"Hancock" feels like a metaphor for the stage that Spider-Man went through when he lost his powers and kept landing just shy of the building he was trying to leap to. The difference is, Spider-Man knew he was losing it. I'm not sure that the writers and director Peter Berg realize that this film is falling short.
It's one thing to have a superhero with very human qualities and a script that shows the consequences of his attempts to fight crime (like chunks of signage that he flew through landing on freeway cars and causing a pile-up). After all, look at the damage The Thing caused in every "Fantastic Four" movie, and all the wreckage other superheroes have left in their wake. But having John Hancock be a Skid-Row bum? Heck, we'd have had more fun if he was just a careless nice guy, instead of a loser who sleeps on park benches and reaches for the bottle the minute he's awakened. When this guy leaps into action, citizens don't cheer, they boo and jeer. That's because in situations that require a scalpel, he uses a chainsaw, with no regard for personal property or even people. And he smells. Except for an exciting opening sequence involving Asian gangsters and as much banter flying around as bullets, the film belabors the point that Hancock has hit rock bottom. Not even Will Smith as the title character can make it seem more fun in the early going, but that's because there aren't more funny scenes like his beached whale rescue, where he grabs monstro by the tail and chucks him back into the sea, toppling a sailboat in the process. More bits like that would have gone a long way toward blunting the tiresome bum routine, but it's only after Hancock rescues a PR man from a collision with a train that his life (and the life of this movie) begin to change for the better.
Jason Bateman brings some of his "Arrested Development" savvy and subtle humor to this at times directionless film, injecting it with a dose of "smart" and giving Smith someone to play off of. Ray Embrey (Bateman) is a PR man who would like to change the world, and while the world doesn't seem ready or willing to be changed, this erstwhile superhero is sure ripe for a makeover. Ray tells him he has to repair his image, and to do that it means facing up the damage he's recently caused to the city and serving time in prison. Say WHAT?
As crazy as it sounds, Ray's plan is to radically change Hancock's image by having him take responsibility for his actions, the thinking being that his sentence will be reduced once people spend time without their superhero and actually grow to miss him. Now, that's the angle I wish the filmmakers would spent more time on, because when it's the Smith and Bateman show, "Hancock" soars. Instead, we get a belated origin story, and it involves Ray's wife, Mary (Charlize Theron). The looks she's giving Hancock when her husband brings him home as if he were a stray puppy? They've got some sort of past, and you wonder instantly if we're looking at a very messy triangle here. Turns out, though, it's the logic that gets messy and muddled as can be, and a facile ending does little to help us figure it out. That's too bad, really, because this is the kind of film that had so much potential. The CGI work and special effects are decent but unspectacular--nothing we haven't seen before--and that only adds to the feeling that this could have been a much stronger picture. Jason Vargo thought even less of it than I did, saying in his review that he felt he was being generous giving it a 3 out of 10. Well, then that makes me look like Santa, giving it a 5.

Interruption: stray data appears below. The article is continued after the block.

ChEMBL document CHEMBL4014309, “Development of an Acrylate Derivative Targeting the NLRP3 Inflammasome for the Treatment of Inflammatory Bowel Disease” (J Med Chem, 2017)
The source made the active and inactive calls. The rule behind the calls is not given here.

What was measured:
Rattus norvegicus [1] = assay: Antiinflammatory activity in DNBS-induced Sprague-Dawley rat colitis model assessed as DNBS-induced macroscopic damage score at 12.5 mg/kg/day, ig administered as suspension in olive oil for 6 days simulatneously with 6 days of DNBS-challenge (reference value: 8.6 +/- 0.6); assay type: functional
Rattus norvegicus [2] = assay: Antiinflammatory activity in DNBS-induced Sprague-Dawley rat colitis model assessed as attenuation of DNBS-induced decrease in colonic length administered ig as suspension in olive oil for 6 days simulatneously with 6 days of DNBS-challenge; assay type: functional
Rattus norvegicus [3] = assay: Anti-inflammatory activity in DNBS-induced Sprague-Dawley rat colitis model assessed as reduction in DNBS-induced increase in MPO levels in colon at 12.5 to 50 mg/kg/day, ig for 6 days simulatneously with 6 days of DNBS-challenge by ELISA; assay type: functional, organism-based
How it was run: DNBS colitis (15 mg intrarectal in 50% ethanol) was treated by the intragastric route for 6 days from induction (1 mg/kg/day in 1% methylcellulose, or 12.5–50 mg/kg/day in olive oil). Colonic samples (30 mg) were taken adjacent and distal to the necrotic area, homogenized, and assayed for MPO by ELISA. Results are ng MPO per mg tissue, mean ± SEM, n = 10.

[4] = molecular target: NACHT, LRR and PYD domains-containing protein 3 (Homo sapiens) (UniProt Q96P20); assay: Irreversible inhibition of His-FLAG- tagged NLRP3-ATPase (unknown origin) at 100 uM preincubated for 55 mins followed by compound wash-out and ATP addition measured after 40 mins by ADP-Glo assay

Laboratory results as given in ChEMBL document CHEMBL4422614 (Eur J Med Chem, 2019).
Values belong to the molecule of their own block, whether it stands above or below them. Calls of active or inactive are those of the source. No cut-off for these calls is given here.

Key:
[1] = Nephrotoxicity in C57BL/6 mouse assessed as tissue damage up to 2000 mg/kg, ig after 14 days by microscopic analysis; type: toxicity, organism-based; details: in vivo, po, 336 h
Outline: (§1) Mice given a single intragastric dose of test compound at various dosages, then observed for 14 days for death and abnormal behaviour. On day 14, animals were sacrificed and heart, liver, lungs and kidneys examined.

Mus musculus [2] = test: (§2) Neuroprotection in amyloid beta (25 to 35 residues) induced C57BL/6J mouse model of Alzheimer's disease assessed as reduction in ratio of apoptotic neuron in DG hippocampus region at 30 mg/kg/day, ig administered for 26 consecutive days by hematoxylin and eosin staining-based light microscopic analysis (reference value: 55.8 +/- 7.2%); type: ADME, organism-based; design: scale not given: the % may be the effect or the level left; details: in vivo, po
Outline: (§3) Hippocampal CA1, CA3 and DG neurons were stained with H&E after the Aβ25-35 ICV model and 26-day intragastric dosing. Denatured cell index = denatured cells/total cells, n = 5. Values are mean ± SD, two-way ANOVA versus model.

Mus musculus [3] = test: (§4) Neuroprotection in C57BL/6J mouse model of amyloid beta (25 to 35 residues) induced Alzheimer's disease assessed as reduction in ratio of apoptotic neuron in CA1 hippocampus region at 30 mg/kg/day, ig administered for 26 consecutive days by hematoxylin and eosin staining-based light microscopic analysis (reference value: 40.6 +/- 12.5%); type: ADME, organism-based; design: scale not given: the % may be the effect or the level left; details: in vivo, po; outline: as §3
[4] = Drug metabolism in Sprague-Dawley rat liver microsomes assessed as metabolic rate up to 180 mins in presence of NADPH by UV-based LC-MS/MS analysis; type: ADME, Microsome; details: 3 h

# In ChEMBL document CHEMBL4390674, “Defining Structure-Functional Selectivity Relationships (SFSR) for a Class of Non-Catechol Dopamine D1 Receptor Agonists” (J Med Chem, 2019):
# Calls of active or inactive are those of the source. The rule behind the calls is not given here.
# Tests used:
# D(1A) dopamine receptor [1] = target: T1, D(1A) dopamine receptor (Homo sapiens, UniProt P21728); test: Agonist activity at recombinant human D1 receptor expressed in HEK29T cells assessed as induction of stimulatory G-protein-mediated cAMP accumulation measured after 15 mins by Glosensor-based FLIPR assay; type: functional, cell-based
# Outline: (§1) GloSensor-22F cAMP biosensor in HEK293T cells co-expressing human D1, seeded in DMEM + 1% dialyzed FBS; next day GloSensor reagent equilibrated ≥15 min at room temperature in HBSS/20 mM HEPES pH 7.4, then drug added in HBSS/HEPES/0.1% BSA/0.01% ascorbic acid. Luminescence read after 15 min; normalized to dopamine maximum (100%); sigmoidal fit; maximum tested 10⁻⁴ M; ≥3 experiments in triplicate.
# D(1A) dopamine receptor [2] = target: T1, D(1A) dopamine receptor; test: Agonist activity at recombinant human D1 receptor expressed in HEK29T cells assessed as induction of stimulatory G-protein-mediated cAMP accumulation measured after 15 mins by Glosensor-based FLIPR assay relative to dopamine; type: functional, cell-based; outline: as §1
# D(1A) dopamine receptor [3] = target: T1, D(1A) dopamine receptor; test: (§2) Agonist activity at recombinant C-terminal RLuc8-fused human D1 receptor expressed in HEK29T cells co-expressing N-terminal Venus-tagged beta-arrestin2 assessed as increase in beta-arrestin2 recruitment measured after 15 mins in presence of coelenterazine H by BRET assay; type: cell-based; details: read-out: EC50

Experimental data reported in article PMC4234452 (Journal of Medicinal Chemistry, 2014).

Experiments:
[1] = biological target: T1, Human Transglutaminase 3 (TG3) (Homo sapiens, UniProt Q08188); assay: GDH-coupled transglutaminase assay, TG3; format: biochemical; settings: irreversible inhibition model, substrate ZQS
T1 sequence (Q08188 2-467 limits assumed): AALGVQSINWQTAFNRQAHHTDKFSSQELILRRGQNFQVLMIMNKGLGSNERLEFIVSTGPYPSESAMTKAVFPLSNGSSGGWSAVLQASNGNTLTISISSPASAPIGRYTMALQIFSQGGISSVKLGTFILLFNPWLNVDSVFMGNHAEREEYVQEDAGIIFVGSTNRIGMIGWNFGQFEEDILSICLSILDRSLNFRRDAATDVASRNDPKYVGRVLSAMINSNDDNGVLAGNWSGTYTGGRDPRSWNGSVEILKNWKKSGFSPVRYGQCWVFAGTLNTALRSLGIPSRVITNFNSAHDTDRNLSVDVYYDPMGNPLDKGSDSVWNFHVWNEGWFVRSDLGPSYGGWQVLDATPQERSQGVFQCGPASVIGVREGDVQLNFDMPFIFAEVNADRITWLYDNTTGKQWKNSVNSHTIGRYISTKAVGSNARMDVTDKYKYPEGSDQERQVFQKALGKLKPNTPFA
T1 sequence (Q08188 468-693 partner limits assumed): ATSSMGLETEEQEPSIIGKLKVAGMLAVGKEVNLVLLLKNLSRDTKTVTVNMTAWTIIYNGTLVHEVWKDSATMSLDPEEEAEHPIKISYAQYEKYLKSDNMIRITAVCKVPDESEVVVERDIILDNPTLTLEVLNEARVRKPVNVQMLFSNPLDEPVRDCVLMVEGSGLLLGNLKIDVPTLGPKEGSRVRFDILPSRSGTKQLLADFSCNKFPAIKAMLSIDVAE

"Hancock" comes to 1080p via AVC/MPEG-4 codec, and the picture looks vibrant though not oversaturated with color. There's nary a grain to be found, black levels are strong (though perhaps too strong in some scenes), and there's a nice sense of 3-dimensionality. Some of the action sequences feel a little softer, no doubt the result of the gap between CGI and live-action, but otherwise this is a nice, clean-looking picture in High Definition.
Sony has been married to Dolby TrueHD 5.1 (48kHz/24-bit) as of late, because it takes up less disc space than PCM, but the results have been positive. Though I wouldn't call this an extremely dynamic soundtrack, it's certainly lively, and with the dialogue, FX, and music nicely balanced. Audio options are English and French, with the lesser Dolby Digital 5.1 available in Spanish, Portuguese, and Thai. Available subtitles are English, English SDH, French, Spanish, Portuguese, Chinese (traditional), Chinese (simplified), Korean, Thai, and Indonesian.
Another thing Sony has been doing is putting their bonus features on HD. Rather than offering one or two big features, though, the studio has given fans seven short features ranging from four minutes to 15. The best by far is a brief feature on "Bumps and Bruises" (stunt work), where we come to appreciate how much Smith did himself, along with a pre-visualization storyboarding bonus feature that shows in simple and understandable terms how the technical stuff works. After these two brief features there's a drop-off. "Superhumans: Making Hancock" is the usual making-of feature that feels more like a pre-publicity promotion, a segment on special effects expert John Dykstra isn't long enough to give us much of a feel for what he does, one on production design is mostly for the curious, "Suiting Up" deals with costume design, and "Mere Mortals" is played for laughs--a self-conscious bit of tomfoolery surrounding director Berg. The BD-Live connection offers more preview/trailer downloads, and this edition offers a digital copy.
Like the main character, "Hancock" has an identity crisis. This film can't make up its mind whether it wants to be a comedy, a darker grittier superhero tale, a straight action flick, or a superhero origin story. In trying to be all of them, "Hancock" feels confusing and watered down.